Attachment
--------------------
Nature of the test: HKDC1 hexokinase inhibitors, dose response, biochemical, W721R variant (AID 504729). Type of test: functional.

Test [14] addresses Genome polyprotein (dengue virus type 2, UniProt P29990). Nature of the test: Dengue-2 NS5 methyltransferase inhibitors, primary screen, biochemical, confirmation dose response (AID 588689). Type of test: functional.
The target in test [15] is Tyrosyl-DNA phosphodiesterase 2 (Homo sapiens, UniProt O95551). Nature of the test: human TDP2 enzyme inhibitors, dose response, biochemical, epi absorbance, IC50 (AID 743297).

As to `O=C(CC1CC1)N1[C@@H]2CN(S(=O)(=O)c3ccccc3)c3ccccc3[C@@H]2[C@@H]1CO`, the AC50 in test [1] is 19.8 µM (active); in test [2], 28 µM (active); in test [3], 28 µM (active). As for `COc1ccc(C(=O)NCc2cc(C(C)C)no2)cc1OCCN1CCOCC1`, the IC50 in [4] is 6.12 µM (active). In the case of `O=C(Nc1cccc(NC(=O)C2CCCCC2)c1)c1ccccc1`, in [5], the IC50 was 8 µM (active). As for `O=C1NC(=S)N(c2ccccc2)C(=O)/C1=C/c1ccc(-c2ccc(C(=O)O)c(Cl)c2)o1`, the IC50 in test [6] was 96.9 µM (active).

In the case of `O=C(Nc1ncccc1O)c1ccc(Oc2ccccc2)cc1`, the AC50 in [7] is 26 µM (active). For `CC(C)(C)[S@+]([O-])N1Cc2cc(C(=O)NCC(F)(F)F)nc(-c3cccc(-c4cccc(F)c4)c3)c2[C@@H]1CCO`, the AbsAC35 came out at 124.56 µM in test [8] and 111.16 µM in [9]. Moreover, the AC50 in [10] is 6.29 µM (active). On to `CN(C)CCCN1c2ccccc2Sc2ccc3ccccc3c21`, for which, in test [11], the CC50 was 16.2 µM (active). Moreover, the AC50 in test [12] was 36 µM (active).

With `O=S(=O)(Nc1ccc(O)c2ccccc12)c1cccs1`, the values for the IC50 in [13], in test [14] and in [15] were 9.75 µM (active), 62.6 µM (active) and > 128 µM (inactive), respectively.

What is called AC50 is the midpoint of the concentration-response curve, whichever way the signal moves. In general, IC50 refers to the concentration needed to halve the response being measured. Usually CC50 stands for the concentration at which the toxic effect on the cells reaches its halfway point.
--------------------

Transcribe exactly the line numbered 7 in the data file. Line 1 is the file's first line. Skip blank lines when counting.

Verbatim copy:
What is called AC50 is the midpoint of the concentration-response curve, whichever way the signal moves. In general, IC50 refers to the concentration needed to halve the response being measured. Usually CC50 stands for the concentration at which the toxic effect on the cells reaches its halfway point.